The Brexit vote has led Britain’s prime minister, David Cameron
to call it quits, politicians to call for the reunification of Ireland and independence for Scotland—and even Londoners to petition their new mayor for a vote on independence from the rest of England.
Brexit is breaking apart more than Europe and Britain’s territories, though. In the immediate aftermath, the world’s markets in
currencies, stocks, and commodities are getting pummeled, forcing traders and investors to absorb the shockwaves. Please baby, come back. (Reuters/Russell Boyce) Politician Nigel Farage, who led Britain’s “leave” campaign, is seen on TV as traders work their phone in London. (Reuters/Russell Boyce) This BGC trader should have bet against the markets. (Reuters/Russell Boyce) A man watches the Warsaw Stock Exchange indices board in Poland on June 24. The biggest WSE indices dropped by almost 10% at the start of the day’s session. (EPA/Radek Pietruszka) Ouch. (Reuters/Russell Boyce) A British expat watches the nation’s currency fall live on his laptop computer in Hong Kong, China, as the Brexit results come in. (EPA/Alex Hofford) A woman watches the Brexit vote in The Churchill Tavern in Manhattan, NY. On the laptop at her side is a chart of the British pound plunging. (Reuters/Andrew Kelly) Down, down, down. A man gestures in front of a stock trading screen on the wall of the Bombay Stock Exchange building in Mumbai, India. (Reuters/Danish Siddiqui) Time for a drink maybe? (Reuters/Russell Boyce)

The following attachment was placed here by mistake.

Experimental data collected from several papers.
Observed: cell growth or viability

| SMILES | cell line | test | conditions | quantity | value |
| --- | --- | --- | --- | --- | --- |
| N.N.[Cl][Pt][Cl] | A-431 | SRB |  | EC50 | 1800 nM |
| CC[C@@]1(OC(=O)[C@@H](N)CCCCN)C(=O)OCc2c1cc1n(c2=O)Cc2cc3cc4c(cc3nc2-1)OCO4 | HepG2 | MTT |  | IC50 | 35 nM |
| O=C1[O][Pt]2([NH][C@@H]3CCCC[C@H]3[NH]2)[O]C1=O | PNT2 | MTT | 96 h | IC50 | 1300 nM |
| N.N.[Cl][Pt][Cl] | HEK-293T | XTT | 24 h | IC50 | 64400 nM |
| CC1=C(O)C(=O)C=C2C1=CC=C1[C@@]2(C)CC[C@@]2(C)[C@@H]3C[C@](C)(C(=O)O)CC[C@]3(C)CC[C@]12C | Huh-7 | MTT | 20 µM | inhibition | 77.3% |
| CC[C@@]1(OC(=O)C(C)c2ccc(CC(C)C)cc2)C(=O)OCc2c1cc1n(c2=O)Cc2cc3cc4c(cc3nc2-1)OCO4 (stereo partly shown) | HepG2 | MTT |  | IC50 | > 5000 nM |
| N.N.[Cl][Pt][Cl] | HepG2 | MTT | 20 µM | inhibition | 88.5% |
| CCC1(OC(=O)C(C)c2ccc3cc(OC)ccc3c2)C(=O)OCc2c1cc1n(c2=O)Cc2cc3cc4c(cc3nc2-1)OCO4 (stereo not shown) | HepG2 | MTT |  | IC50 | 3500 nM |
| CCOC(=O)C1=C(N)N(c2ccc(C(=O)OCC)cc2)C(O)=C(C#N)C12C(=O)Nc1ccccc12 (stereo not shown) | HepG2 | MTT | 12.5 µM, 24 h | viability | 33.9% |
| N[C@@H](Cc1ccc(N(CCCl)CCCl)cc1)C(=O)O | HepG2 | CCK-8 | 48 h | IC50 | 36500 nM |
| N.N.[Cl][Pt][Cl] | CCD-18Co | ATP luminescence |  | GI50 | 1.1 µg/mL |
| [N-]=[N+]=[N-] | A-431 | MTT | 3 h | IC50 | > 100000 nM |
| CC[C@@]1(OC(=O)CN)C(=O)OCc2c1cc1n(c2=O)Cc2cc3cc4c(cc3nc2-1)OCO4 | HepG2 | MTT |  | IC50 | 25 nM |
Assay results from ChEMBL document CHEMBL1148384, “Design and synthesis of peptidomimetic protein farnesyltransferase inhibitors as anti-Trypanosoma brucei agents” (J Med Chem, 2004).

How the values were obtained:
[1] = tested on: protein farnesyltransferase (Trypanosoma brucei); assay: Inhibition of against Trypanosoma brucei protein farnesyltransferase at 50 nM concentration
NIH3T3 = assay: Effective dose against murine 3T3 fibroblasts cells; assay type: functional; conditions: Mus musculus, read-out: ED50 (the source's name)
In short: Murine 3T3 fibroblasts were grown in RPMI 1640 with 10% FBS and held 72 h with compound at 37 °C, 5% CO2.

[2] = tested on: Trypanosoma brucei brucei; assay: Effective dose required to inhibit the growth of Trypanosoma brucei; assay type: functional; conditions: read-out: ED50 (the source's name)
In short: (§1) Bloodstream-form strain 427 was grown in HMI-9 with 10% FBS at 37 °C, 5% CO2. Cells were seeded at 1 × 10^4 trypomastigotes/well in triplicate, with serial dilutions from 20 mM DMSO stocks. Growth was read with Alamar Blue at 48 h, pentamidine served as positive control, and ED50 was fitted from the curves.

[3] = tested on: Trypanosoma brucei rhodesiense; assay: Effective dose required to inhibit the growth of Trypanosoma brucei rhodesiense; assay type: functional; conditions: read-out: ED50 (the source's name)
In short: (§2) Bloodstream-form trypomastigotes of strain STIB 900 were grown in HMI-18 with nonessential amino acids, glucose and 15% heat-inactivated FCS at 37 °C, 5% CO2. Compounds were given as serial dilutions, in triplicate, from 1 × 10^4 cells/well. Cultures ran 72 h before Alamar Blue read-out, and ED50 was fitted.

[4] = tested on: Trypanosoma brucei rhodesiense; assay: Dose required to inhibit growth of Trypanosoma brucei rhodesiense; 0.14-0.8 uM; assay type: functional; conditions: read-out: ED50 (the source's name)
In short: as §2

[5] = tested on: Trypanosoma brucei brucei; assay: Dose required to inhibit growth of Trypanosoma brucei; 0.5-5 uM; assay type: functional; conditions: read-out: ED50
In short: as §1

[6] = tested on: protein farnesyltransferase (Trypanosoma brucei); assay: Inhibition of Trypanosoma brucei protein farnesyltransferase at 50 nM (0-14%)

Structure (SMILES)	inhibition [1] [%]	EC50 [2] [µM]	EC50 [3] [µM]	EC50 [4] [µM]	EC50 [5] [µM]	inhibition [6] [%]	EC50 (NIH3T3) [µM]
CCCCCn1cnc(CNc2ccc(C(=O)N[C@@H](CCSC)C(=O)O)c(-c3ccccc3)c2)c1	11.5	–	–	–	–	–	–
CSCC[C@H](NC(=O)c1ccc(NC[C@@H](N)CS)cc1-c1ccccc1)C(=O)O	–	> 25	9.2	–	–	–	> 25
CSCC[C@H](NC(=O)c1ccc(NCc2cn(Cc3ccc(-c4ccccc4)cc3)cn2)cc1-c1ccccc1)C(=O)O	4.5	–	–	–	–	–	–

Fund managers on social media:
Brexit market reactions in one GIF: